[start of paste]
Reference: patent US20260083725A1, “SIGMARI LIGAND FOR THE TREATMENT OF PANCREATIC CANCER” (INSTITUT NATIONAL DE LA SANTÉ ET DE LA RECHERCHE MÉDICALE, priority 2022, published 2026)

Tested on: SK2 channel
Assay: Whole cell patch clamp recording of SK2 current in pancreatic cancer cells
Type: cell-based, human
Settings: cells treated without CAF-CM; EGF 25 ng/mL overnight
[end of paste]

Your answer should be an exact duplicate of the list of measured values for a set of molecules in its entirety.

Reference: patent US20260083725A1, “SIGMARI LIGAND FOR THE TREATMENT OF PANCREATIC CANCER” (INSTITUT NATIONAL DE LA SANTÉ ET DE LA RECHERCHE MÉDICALE, priority 2022, published 2026)

Tested on: SK2 channel
Assay: Whole cell patch clamp recording of SK2 current in pancreatic cancer cells
Type: cell-based, human
Settings: cells treated without CAF-CM; EGF 25 ng/mL overnight